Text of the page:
I’m loath assume that anything we see here is meant as a direct reference to things in the show or an allusion to prior elements but, if push came to shove, I could see this season reviving the aliens from Asylum given its setting in the American heartland. 

The promo that intrigued me, though, has to be ‘Sunset Stroll.’  It’s visually the most removed from American Horror Story’s classical style and the horror iconography of the other promos.  Its playbook is grounded much more in rural horror stylings, with the creepy landscape and even freakier old time family.  

The visual design of the family reminds me of Children of the Corn or possibly Motel Hell, while the eyes are clearly a reference to Village of the Damned.  Though, the radio static, old time music, glowing eyes, and sunset palette put me most in mind of The Hills Have Eyes.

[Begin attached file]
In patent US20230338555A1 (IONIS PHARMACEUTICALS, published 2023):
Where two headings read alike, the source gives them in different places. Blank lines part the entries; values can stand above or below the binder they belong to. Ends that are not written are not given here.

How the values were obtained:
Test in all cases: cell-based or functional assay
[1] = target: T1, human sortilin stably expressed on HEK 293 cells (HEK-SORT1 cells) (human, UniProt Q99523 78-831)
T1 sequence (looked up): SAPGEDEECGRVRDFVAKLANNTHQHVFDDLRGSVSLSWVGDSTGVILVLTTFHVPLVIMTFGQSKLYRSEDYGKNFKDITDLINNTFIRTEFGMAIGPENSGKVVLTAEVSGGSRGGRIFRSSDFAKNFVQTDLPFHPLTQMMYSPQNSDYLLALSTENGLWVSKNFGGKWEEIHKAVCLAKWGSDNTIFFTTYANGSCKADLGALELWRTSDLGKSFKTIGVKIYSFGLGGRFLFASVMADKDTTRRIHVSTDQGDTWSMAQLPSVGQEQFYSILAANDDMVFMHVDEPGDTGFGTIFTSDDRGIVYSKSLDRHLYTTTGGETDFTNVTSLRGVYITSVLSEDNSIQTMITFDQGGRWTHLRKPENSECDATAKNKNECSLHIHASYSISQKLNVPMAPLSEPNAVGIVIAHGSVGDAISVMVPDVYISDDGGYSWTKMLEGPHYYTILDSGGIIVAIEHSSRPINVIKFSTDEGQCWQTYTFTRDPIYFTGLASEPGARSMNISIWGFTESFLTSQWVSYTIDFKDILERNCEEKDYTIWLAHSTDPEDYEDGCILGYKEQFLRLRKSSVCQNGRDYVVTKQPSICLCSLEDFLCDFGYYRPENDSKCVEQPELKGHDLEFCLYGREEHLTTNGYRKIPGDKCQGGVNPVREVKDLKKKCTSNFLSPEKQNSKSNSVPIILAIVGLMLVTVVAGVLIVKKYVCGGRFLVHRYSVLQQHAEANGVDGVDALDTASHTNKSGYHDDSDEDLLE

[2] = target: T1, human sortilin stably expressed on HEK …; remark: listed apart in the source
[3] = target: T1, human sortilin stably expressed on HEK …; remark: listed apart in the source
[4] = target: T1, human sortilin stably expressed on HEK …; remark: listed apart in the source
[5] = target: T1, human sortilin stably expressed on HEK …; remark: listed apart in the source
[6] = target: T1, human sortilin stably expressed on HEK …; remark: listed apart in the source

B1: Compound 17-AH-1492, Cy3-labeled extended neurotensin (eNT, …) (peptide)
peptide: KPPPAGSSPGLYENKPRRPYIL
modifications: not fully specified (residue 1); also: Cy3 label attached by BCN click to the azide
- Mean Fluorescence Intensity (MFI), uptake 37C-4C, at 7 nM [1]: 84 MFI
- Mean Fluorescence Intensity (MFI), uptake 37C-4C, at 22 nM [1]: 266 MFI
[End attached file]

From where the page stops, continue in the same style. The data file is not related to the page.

That particular parallel, again coupled with the setting seemingly being in either the South West (IE Texas) or the plains states implies to me that this season might also take on the horrors of atomic testing and radiation.  

That’s fertile ground for a show like American Horror Story, and it would fit in well with the show’s favorite setting of the 1950s, which is also when the Gein murders were taking place.  The presence of creepy US experiments, testing radiation on vagrants and setting up fake towns to atom bomb would fit well with the ‘Post Op’ promo and could even tie to the Nazi experiments from Asylum.

As to the season’s subtitle, I’d suspect it was something linked to the geographical setting.  The entire thrust of this subgenre of horror, films like Psycho, Texas Chainsaw Massacre, Hills Have Eyes, etc. is that the horror that’s afflicting you is happening in a place that outwardly should be idyllic and comforting.  

It’s the creepy cultural dissonance of being chased by unspeakable horrors through beautiful, pastoral surroundings that look something out of the works of Norman Rockwell.  Considering that, I wouldn’t be surprised at all if this season was titled "Heartland" or something along those particular lines. 

American Horror Story Season 6 is scheduled to premiere on September 14th, 2016